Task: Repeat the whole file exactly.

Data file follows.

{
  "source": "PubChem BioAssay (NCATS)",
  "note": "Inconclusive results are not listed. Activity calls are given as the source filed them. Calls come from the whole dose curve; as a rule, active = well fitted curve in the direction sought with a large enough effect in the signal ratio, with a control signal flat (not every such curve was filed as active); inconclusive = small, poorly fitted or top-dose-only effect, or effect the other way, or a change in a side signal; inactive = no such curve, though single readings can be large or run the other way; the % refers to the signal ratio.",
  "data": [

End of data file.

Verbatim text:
{
  "source": "PubChem BioAssay (NCATS)",
  "note": "Inconclusive results are not listed. Activity calls are given as the source filed them. Calls come from the whole dose curve; as a rule, active = well fitted curve in the direction sought with a large enough effect in the signal ratio, with a control signal flat (not every such curve was filed as active); inconclusive = small, poorly fitted or top-dose-only effect, or effect the other way, or a change in a side signal; inactive = no such curve, though single readings can be large or run the other way; the % refers to the signal ratio.",
  "data": [